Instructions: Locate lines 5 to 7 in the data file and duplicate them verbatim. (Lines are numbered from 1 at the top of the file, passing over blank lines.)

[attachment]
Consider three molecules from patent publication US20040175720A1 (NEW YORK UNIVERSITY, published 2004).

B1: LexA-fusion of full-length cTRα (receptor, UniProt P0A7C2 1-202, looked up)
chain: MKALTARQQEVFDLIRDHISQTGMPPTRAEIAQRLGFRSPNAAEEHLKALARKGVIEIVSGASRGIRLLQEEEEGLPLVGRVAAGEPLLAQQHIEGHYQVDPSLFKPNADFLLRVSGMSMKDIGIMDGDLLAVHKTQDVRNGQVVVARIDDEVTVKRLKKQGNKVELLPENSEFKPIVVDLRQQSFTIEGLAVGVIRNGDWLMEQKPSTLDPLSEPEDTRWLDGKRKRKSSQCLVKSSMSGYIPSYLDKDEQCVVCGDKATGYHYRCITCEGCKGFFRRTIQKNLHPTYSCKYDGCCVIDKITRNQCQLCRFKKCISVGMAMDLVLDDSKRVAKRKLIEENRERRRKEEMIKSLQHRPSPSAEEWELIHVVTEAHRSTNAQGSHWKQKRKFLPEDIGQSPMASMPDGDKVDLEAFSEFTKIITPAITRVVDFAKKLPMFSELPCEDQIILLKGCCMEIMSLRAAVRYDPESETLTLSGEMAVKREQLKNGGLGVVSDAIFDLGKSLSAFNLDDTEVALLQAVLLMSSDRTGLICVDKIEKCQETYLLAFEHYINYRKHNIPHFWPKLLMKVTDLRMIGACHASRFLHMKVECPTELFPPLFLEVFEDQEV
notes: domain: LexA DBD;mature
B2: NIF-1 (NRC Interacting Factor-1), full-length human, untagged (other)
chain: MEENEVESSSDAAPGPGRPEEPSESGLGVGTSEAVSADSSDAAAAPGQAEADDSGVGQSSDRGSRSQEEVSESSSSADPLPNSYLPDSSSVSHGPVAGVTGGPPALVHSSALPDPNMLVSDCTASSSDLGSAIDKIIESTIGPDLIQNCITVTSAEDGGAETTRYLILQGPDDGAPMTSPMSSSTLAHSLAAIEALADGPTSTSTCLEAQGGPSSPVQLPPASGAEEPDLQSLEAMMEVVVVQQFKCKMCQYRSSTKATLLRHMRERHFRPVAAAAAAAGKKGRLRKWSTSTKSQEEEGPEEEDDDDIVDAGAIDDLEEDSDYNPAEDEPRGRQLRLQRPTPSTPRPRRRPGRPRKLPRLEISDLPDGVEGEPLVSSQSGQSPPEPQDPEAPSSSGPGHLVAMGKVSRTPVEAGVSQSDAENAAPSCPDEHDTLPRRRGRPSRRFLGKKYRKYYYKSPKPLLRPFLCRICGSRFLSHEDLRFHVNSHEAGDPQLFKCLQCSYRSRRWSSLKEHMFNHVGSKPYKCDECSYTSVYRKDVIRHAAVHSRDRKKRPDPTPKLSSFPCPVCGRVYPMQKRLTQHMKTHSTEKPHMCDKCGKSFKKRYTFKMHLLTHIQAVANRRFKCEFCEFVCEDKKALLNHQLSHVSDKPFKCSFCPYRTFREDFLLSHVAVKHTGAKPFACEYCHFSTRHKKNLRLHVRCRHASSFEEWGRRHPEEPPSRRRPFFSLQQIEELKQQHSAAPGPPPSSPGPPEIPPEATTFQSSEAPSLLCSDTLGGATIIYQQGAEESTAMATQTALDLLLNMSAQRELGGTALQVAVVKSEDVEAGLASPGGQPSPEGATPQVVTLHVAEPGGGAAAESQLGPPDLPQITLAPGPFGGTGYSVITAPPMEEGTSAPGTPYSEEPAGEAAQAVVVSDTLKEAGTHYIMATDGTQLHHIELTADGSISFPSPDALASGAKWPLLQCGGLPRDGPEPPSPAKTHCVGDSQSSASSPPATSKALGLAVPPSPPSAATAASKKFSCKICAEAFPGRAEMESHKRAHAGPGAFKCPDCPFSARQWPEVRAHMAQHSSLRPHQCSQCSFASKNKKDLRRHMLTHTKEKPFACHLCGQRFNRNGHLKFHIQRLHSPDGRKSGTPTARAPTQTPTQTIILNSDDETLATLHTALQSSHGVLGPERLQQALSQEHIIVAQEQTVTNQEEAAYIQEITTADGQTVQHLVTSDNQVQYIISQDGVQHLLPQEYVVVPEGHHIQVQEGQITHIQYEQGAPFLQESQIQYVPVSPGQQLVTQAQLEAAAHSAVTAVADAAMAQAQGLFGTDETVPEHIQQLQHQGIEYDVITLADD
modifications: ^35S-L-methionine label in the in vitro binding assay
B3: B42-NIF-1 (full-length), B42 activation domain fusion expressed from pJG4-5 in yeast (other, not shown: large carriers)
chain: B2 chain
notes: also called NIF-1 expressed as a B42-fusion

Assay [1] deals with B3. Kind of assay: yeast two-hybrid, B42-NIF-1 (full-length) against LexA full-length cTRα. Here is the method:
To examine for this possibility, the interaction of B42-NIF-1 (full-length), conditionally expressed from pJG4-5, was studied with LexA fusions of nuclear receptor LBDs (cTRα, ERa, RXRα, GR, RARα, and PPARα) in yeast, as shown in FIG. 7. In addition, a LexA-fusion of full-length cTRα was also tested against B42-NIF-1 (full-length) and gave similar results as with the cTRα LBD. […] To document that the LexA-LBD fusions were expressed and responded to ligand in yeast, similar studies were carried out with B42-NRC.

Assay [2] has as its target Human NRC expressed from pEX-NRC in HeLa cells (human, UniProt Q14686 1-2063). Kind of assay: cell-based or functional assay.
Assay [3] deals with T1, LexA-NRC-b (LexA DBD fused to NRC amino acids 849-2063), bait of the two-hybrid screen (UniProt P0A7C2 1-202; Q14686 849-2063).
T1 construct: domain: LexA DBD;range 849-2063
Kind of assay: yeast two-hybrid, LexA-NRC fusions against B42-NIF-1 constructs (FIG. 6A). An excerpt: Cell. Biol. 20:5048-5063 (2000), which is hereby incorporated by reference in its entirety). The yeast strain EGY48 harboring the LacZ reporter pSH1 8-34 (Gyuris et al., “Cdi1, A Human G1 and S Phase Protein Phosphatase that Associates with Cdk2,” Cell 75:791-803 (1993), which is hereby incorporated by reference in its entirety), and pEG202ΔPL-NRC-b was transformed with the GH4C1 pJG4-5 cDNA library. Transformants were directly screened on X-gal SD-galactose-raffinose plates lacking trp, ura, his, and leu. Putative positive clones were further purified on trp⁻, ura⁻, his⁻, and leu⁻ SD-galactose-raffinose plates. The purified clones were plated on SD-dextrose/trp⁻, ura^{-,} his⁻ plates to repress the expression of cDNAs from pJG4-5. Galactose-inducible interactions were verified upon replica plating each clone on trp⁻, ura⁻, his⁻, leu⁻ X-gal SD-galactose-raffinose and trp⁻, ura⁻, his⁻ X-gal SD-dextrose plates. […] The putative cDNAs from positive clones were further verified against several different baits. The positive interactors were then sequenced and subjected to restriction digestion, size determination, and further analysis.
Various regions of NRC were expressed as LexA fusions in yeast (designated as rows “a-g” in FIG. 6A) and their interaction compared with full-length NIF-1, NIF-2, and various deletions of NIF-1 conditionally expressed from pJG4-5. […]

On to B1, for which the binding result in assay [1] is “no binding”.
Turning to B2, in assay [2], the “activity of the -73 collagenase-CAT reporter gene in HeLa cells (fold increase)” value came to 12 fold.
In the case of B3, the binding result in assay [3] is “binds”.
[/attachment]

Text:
B2: NIF-1 (NRC Interacting Factor-1), full-length human, untagged (other)
chain: MEENEVESSSDAAPGPGRPEEPSESGLGVGTSEAVSADSSDAAAAPGQAEADDSGVGQSSDRGSRSQEEVSESSSSADPLPNSYLPDSSSVSHGPVAGVTGGPPALVHSSALPDPNMLVSDCTASSSDLGSAIDKIIESTIGPDLIQNCITVTSAEDGGAETTRYLILQGPDDGAPMTSPMSSSTLAHSLAAIEALADGPTSTSTCLEAQGGPSSPVQLPPASGAEEPDLQSLEAMMEVVVVQQFKCKMCQYRSSTKATLLRHMRERHFRPVAAAAAAAGKKGRLRKWSTSTKSQEEEGPEEEDDDDIVDAGAIDDLEEDSDYNPAEDEPRGRQLRLQRPTPSTPRPRRRPGRPRKLPRLEISDLPDGVEGEPLVSSQSGQSPPEPQDPEAPSSSGPGHLVAMGKVSRTPVEAGVSQSDAENAAPSCPDEHDTLPRRRGRPSRRFLGKKYRKYYYKSPKPLLRPFLCRICGSRFLSHEDLRFHVNSHEAGDPQLFKCLQCSYRSRRWSSLKEHMFNHVGSKPYKCDECSYTSVYRKDVIRHAAVHSRDRKKRPDPTPKLSSFPCPVCGRVYPMQKRLTQHMKTHSTEKPHMCDKCGKSFKKRYTFKMHLLTHIQAVANRRFKCEFCEFVCEDKKALLNHQLSHVSDKPFKCSFCPYRTFREDFLLSHVAVKHTGAKPFACEYCHFSTRHKKNLRLHVRCRHASSFEEWGRRHPEEPPSRRRPFFSLQQIEELKQQHSAAPGPPPSSPGPPEIPPEATTFQSSEAPSLLCSDTLGGATIIYQQGAEESTAMATQTALDLLLNMSAQRELGGTALQVAVVKSEDVEAGLASPGGQPSPEGATPQVVTLHVAEPGGGAAAESQLGPPDLPQITLAPGPFGGTGYSVITAPPMEEGTSAPGTPYSEEPAGEAAQAVVVSDTLKEAGTHYIMATDGTQLHHIELTADGSISFPSPDALASGAKWPLLQCGGLPRDGPEPPSPAKTHCVGDSQSSASSPPATSKALGLAVPPSPPSAATAASKKFSCKICAEAFPGRAEMESHKRAHAGPGAFKCPDCPFSARQWPEVRAHMAQHSSLRPHQCSQCSFASKNKKDLRRHMLTHTKEKPFACHLCGQRFNRNGHLKFHIQRLHSPDGRKSGTPTARAPTQTPTQTIILNSDDETLATLHTALQSSHGVLGPERLQQALSQEHIIVAQEQTVTNQEEAAYIQEITTADGQTVQHLVTSDNQVQYIISQDGVQHLLPQEYVVVPEGHHIQVQEGQITHIQYEQGAPFLQESQIQYVPVSPGQQLVTQAQLEAAAHSAVTAVADAAMAQAQGLFGTDETVPEHIQQLQHQGIEYDVITLADD
modifications: ^35S-L-methionine label in the in vitro binding assay